It’s been one year since Xcel Energy launched its communitysolarprogram in Minnesota, receiving hundreds of proposals for solar gardens in the first week.
As the lead architect of the bill that created the program, we're excited about community solar because it allows individuals and organizations to benefit from its advantages, even if they don't have a solar-friendly roof.
However, the surge of applications created a bottleneck at Xcel, frustrating developers working on the projects and customers who were eager to utilize a solar option in their community. With more than 1,500 applications currently in the system, only one small 40-kilowatt community solar garden is in operation -- enough to supply electricity for about five to seven households.
After months of working at the Public Utilities Commission to get the program rules right, we’ve seen things improve slightly. There are now 46 applications (totaling roughly 43 megawatts) that have signed agreements with Xcel to begin construction. Another 800 applications at 175 project sites are currently somewhere in the process of being reviewed for interconnection to the electric grid.
However, this pace is still far behind the timelines in the state interconnection standard that governs Xcel’s processing of distribution generation requests.
Where do we go from here?
Work on those 800 or so applications is critical, because there isn’t much time remaining to get these projects completed.
According to a recent story in Midwest Energy News:
Xcel Energy believes their Minnesota community solar garden program will approve projects totaling “north of 250 megawatts” by the end of next year. “I view that [250 MW] as my floor,” [Lee Gabler, senior director of customer strategy and solutions] said.
We agree that anything less than 250 MW would be a huge missed opportunity. If gardens aren’t operating by the end of 2016, they won’t be eligible for the current 30 percent federal Investment Tax Credit -- drastically altering the financing of the project and the prices for customers.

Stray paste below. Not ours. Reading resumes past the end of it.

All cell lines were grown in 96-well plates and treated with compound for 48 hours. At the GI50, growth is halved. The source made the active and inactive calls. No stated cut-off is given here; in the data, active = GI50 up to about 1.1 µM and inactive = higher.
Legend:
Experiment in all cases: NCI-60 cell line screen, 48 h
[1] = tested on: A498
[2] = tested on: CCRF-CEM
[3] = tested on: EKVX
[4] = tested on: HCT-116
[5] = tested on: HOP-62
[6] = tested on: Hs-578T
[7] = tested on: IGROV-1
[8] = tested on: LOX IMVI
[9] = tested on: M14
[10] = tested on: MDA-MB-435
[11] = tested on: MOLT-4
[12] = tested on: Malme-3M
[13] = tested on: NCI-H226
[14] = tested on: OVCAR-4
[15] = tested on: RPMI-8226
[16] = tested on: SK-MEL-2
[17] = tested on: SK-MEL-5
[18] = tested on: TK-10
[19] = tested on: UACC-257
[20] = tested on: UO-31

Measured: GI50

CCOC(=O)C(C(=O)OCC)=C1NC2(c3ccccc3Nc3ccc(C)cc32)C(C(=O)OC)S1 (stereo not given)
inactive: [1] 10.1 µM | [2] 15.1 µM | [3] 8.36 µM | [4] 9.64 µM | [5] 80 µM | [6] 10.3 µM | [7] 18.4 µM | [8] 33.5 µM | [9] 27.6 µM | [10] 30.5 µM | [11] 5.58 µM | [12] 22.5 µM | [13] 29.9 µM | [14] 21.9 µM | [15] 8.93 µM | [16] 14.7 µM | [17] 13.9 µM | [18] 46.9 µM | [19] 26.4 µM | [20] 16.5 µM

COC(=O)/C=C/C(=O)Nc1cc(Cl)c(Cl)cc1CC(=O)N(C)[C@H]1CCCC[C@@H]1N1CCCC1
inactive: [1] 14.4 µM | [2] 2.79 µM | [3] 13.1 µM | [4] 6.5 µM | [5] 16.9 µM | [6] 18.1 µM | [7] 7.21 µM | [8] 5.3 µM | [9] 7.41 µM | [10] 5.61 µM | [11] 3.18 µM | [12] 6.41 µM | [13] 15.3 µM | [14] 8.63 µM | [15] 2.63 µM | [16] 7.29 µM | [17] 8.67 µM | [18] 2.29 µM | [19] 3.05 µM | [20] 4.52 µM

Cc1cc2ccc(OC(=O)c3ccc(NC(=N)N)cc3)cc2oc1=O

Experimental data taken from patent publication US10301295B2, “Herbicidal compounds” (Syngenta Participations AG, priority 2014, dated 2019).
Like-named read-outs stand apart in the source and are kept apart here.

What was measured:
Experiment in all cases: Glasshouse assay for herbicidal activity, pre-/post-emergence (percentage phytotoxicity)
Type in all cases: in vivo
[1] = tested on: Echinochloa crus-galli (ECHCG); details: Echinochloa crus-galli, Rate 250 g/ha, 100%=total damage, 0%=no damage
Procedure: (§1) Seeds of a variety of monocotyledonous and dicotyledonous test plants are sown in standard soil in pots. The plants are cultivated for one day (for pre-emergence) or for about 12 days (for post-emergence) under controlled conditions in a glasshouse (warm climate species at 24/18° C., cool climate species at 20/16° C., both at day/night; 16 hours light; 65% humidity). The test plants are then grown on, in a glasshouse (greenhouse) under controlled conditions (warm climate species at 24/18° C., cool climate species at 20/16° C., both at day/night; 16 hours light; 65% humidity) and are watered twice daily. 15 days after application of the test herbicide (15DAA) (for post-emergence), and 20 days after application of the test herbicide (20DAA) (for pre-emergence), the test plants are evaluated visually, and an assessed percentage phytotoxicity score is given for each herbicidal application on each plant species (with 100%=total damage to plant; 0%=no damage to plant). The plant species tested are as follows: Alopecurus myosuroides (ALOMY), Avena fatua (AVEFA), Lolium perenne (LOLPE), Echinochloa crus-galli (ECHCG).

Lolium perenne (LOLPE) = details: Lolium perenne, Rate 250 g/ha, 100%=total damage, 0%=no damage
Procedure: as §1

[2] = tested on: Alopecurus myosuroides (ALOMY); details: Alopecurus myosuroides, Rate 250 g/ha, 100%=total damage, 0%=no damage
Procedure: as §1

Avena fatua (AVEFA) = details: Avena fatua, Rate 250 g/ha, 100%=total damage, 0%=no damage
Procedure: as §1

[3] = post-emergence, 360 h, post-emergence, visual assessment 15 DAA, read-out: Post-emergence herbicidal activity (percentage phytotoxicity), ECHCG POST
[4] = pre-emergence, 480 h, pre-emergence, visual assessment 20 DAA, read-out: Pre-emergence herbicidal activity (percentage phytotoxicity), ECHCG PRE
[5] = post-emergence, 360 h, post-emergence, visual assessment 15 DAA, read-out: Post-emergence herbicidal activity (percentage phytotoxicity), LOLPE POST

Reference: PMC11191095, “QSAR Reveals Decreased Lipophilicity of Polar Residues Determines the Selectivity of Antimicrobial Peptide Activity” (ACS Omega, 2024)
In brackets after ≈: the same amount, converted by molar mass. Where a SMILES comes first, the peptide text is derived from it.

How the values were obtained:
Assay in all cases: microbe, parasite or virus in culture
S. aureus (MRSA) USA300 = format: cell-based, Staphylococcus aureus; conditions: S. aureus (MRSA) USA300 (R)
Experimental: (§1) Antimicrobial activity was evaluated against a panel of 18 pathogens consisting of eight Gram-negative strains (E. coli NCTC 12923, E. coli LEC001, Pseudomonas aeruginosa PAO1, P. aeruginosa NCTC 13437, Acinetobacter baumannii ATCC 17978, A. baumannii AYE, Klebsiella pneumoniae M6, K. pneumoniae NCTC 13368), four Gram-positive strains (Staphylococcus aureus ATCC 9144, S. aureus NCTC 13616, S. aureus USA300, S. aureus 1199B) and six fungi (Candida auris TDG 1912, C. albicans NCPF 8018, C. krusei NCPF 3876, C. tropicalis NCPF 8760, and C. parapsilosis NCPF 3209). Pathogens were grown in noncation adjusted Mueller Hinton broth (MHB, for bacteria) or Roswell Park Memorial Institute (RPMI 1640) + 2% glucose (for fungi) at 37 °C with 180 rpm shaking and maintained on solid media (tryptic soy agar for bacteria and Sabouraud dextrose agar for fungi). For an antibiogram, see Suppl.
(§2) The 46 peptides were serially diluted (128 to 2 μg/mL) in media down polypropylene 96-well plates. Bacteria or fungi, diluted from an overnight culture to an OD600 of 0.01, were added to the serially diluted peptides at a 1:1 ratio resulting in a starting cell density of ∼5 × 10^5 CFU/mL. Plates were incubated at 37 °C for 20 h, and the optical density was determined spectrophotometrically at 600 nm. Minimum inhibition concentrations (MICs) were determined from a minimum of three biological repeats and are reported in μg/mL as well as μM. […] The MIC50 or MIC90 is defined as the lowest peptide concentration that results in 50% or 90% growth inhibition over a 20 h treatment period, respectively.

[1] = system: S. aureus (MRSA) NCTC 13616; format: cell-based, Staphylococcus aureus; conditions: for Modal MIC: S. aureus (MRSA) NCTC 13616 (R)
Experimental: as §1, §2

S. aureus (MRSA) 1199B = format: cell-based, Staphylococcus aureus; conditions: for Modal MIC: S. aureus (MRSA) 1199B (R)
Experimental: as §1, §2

The next step for community solar comes in April, when the Public Utilities Commission will invite public comments on proposed changes for future community solar garden project applications. Fresh Energy is working to ensure the new rules are effective and equitable. Below are some of the most important components of a successful program.
Increase access to low- and moderate-income customers
Unfortunately, with the retroactive changes to Xcel’s community solar program, the decrease in the number of available projects and the delay may result in less capacity available for low- to moderate-income customers.
Through Fresh Energy’s work with affordable housing providers and other community groups, we know that there is unmet demand for solar in low-income communities and residents. Building from our research, Fresh Energy is convening stakeholders to develop concrete recommendations on increasing access to community solar for the Public Utilities Commission to consider in 2016.
Transition to the sustainable value-of-solar rate
In 2014, the Public Utilities Commission approved Minnesota’s landmark value-of-solar methodology. The methodology, an outcome of 2013 legislation, fairly quantifies the value that distributed solar energy systems, like community solar gardens, provide to all utility customers. Unlike the current rates that fluctuate annually, the value-of-solar rate locks in the rates solar garden customers can receive, providing stability to customer bills and to the program as a whole.
Xcel Energy, the commission, and Minnesota stakeholders have two years of experience with Xcel’s value-of-solar calculations. Will the commission decide that the rate is ready for use in 2016?
Get the grid rules right
Customers and solar developers alike agree that Minnesota’s 11-year-old distributed generation interconnection standards are outdated. Inadequate interconnection standards increase transaction costs and waste resources for solar projects that stall out when interconnection approval is required.
For example, when Xcel’s community solar program opened, interconnection information that would streamline the process by guiding developers in siting and sizing projects was unavailable. The next set of solar gardens and other distributed generation will require a modern interconnection system, which exists or is being pursued in a number of other Midwest states.
Consistent and clear rules for customers and businesses
Uncertainty surrounding the program in 2015 and the retroactive changes made to the program caused significant delays to projects. With the federal Investment Tax Credit set to decline at the end of 2016, these delays may mean that some projects get abandoned.
A healthy solar industry needs consistent rules that will lead to sustainable development in 2017 and beyond.
Making solar work for all Minnesotans
Xcel’s customers have waited over two and a half years since the original legislation passed to access community solar. Over the past year, Xcel, solar businesses, and stakeholders like Fresh Energy have learned from the program’s delays. A key priority for the next year needs to be incorporating these lessons into the program rules moving forward in order to avoid further delays and create solar options for all.
Allen Gleckner is a senior policy associate at Fresh Energy. This piece was originally published by Fresh Energy and is reprinted with permission.